Ron Paul is well known for his criticism of the Federal Reserve. He is the sponsor of H.R. 459, a bill that would require an audit of the Fed.  At his speeches, supporters often interrupt him with chants of “End the Fed!”  He is author of a book by the same name.  Paul supports a return to the gold standard to prevent the Fed’s manipulation of the currency by printing fiat money that can cause inflation.

Paul also has a number of other controversial positions that often put him at odds with the Republican establishment.  He supports an end to the War on Drugs and would legalize some illicit drugs.  On foreign policy, Paul seems to be almost isolationist and favors eliminating foreign aid to almost all countries.  In 2008, Paul endorsed the Constitution Party candidate over the Republican nominee, John McCain, and Libertarian Bob Barr.

A few weeks ago, Paul made headlines when he told Fox News that the SEAL raid that killed Osama bin Laden was “absolutely not necessary.”  Paul said that he would not have ordered the raid if he had been president.

In spite of Paul’s intensely loyal supporters, many of his positions are too far outside the mainstream to appeal to the moderate and independent voters who decide elections.  Even though Paul has an established base of support on which to draw during the campaign, it will likely be an uphill battle for him to win the Republican nomination.  The odds would be even more against him if he decided to run as a third party candidate.

Thursday, May 26, 2011

Conservatives are from Mars, liberals are from Venus

Venus (Chosovi/Wikimedia Commons)
A well known relationship book a few years posited the obvious truth that men and women thought and communicated differently.  The same seems to be true of conservatives and liberals. 

While there are exceptions to every rule, it seems that conservatives are more logical and rational while liberals tend to be more emotional and spontaneous.  This is evident from frequently heard charge that conservatives are heartless or lack compassion, while liberals are often referred to as “bleeding hearts.” 

The truth is that, for the most part, both conservatives and liberals share the common goal of improving America and making life better for its citizens.  The irony is that without thinking through the consequences of their policies, both sides often end up doing just the opposite.  This is particularly true of liberals.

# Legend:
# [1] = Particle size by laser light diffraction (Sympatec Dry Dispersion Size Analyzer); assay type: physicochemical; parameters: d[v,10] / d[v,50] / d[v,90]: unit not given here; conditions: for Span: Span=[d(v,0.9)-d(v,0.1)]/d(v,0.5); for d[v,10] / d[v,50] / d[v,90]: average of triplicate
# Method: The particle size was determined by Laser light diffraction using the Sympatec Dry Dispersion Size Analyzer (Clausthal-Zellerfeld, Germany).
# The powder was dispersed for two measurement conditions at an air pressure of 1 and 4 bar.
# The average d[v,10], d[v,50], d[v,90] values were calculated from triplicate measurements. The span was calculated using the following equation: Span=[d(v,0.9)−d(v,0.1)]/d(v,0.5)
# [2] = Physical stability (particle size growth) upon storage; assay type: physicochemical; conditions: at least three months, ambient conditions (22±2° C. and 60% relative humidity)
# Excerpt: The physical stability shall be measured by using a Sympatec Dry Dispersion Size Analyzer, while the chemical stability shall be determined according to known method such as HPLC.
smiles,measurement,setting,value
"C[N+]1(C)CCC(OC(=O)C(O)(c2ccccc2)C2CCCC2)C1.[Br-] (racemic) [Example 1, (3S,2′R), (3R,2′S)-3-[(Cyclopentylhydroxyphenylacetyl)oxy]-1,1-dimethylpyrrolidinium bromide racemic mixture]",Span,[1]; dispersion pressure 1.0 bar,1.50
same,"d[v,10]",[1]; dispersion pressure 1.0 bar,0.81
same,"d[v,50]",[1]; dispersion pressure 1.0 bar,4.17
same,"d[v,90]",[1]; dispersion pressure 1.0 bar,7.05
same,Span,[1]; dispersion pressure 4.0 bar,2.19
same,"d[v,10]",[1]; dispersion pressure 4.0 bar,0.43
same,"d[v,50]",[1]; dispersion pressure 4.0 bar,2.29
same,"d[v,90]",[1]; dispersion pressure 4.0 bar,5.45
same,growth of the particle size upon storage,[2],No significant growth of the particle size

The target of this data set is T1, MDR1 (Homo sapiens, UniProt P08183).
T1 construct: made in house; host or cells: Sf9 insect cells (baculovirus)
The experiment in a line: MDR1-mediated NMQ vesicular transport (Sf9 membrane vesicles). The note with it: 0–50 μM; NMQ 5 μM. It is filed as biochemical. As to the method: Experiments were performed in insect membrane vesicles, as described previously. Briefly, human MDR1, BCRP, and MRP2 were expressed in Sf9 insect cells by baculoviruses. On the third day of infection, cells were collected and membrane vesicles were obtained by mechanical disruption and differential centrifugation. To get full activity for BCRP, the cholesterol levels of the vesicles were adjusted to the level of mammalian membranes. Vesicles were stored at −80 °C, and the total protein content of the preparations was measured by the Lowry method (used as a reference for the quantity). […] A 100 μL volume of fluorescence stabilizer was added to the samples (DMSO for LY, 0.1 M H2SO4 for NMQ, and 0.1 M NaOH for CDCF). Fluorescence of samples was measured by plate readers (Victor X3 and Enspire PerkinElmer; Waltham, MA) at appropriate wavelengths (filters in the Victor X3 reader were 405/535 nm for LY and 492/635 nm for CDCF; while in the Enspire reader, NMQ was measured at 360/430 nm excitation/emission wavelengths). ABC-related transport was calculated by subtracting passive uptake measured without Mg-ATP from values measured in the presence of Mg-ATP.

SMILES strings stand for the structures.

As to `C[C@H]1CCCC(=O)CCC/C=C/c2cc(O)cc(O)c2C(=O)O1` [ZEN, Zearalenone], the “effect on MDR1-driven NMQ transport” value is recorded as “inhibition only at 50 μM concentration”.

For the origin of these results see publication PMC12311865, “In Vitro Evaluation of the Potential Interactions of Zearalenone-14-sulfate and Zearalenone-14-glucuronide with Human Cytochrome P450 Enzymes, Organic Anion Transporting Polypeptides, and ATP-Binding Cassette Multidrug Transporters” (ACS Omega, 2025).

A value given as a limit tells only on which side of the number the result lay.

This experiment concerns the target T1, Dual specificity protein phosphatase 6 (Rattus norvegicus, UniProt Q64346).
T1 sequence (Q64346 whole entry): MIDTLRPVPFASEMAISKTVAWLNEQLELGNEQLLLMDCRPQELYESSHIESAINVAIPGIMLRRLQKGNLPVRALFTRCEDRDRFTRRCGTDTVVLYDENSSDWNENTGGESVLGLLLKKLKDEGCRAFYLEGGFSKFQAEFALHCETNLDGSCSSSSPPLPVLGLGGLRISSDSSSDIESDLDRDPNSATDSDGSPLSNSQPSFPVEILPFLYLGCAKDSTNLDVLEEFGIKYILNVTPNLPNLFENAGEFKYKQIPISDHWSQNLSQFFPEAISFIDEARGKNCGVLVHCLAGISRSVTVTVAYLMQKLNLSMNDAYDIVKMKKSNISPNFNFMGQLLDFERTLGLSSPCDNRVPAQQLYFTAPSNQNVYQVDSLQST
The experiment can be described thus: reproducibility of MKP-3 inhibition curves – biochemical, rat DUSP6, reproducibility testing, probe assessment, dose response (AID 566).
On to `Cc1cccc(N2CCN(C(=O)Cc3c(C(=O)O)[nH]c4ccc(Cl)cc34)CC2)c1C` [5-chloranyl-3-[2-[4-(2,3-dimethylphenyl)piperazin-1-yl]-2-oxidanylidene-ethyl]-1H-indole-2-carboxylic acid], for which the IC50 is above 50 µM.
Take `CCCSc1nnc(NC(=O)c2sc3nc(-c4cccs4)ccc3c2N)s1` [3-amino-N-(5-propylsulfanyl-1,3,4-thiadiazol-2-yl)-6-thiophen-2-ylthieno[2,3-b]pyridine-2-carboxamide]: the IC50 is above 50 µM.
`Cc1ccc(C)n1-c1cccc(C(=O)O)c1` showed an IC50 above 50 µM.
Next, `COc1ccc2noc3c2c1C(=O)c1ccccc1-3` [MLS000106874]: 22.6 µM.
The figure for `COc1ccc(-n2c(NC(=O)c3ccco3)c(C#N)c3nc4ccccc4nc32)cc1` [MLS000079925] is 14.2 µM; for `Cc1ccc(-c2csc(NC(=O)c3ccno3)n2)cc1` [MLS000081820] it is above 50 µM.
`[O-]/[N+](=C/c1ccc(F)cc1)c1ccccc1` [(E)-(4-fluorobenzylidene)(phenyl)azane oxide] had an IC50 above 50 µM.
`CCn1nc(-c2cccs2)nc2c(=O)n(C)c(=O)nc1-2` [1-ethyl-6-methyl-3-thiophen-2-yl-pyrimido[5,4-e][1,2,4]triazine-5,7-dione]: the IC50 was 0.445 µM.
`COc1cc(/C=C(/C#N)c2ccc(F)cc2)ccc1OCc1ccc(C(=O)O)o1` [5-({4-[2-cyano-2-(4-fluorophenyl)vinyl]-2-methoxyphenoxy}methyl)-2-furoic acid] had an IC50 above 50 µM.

In many cases, liberal social programs, while well intentioned, do more harm than good.  In some cases, the harmful effects are obvious and logical.  In others, they are masked by other factors and can only be ascertained through careful study. 

One example is the minimum wage.  Raising the minimum wage has long been viewed as a way to increase the income of the working poor.  However, numerous studies show that raising the minimum wage actually hurts the very people that it is intended to help.  Most economists now accept as fact that raising the minimum wage leads to increased unemployment among unskilled workers.  University of Chicago economist Casey Mulligan notes that minimum wage increases hit younger workers especially hard.  According to Mulligan, after the minimum wage rose from $6.55 to $7.25 in July 2009, the employment rate among teens fell by eight percent in three months, a fast decline even considering the recession.

A second example is gun control.  As more states enact concealed carry laws and federal law changed in 2010 to allow guns in national parks, many liberals predicted that violent crime would increase sharply.  The same claim was made in 2004 when the Clinton-era “assault weapons” ban expired and was not renewed by Congress.  These predictions have not come true.